The story follows 13-year-old Su-rin who moves to a remote island with her step-father after her mother passes away.

There, she befriends an orphan boy named Sung-min. One day, they decide to explore a cave together with a group of kids.

During their adventure, they discover a glittering egg. According to their local folktale, the egg could instantly turn a child into an adult.

Believing the myth, Su-rin tries to stop the boys from taking the egg. However, the boys take the egg anyway.

When she follows them out of the cave, she finds that the rest of the group have disappeared.

Hence, the police is immediately dispatched. They assume that this is an abduction case and begin their investigation.

Meanwhile, Su-rin tells the police about finding the egg but nobody believes her.

Suddenly, a mysterious man in his 30s shows up and tells Su-rin that he is Sung-min.

Starring Gang Dong-won as adult Sung-min and Shin Eun-soo as Soo-rin, the movie is Tae-hwa’s second long film. He is mainly known for his short films.

Watch the trailer here.

2.Jeon Woo-chi: The Taoist Wizard (2009)

Here is another Korean fantasy movie starring Gang Dong-won. Based on a Korean folktale, the film was the third best selling film of 2009 in Korea.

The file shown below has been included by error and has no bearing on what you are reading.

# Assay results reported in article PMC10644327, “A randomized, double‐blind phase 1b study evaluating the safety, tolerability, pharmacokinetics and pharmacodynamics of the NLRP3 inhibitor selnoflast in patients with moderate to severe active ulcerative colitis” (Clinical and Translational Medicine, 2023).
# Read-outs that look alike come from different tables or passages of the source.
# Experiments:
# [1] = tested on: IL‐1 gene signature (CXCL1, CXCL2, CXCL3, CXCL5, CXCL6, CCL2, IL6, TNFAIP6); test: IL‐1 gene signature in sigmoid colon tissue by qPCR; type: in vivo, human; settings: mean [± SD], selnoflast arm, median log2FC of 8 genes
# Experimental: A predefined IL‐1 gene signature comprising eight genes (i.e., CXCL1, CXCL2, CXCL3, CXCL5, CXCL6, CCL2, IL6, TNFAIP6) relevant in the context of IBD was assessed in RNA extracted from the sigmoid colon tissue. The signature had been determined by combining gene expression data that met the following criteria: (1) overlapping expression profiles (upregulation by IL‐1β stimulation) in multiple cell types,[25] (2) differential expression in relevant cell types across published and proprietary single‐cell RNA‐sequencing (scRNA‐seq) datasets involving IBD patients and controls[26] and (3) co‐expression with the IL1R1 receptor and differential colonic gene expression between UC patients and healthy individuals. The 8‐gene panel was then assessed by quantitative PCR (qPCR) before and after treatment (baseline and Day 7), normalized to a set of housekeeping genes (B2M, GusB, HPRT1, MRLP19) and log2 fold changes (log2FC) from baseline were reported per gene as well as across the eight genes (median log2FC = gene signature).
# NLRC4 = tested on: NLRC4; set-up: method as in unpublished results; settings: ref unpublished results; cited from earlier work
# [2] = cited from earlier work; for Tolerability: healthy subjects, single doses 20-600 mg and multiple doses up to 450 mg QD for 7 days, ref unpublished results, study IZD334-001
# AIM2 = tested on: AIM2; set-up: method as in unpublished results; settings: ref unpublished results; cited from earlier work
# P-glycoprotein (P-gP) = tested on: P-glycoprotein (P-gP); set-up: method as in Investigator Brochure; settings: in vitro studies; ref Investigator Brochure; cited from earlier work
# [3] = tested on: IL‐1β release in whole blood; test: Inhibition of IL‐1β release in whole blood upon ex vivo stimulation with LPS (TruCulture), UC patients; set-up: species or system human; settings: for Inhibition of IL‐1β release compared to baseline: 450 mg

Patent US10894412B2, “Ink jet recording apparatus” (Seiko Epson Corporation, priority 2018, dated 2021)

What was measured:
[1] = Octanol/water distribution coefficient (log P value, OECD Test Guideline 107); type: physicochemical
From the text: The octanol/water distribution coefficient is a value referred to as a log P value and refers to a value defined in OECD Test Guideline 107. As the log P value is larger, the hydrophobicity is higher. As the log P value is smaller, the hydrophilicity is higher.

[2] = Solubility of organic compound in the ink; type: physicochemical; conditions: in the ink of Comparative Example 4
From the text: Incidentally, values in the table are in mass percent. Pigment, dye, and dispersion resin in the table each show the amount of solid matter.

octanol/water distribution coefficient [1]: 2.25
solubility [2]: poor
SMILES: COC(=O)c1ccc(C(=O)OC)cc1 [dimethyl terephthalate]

The story begins in the Chosun Dynasty in 1509 when there is a magician named Jeon Woo Chi (Gang Dong-won) and his dog-turned-man.

Eventually, Jeon Woo Chi is sealed inside an ancient scroll for a crime he did not commit. Fast forward to 2009, he is summoned from the scroll to bring peace in a modern day Korea wracked by goblins.

The problem is Jeon Woo Chi becomes more interested in sight-seeing and womanizing rather than save the day.

Also known as Woochi: The Demon Slayer, this Korean fantasy movie is written and directed by Choi Dong-hoon.

Watch the trailer here.

3.The Piper (2015)

After the Korean War, Woo-ryong (Ryoo Seung-ryong) and his son Young-Nam (Goo Seung-hyun) walk to Seoul.

Woo-ryong wants to get Young-nam treated for tuberculosis. Along the way there, they find an obscured path on a mountainside road.

Woo-ryong decides to take the hidden path. The father and son pair soon come across a village. At first look, the village appears well-off and peaceful. The residents are led by a village leader (Lee Sung-min).

Subsequently, Woo-ryong learns the village is an idyllic place to live, except the area is infested with rats.

He offers to get rid of the rats and the village leader offers to pay him a hefty sum in return.

At the same time, Woo-ryong also falls for a young female shaman (Chun Woo-hee) in the village.

While everything appears to be going well, Woo-ryong’s nightmare is about to begin.

This fantasy movie is inspired by the Pied Piper of Hamelin.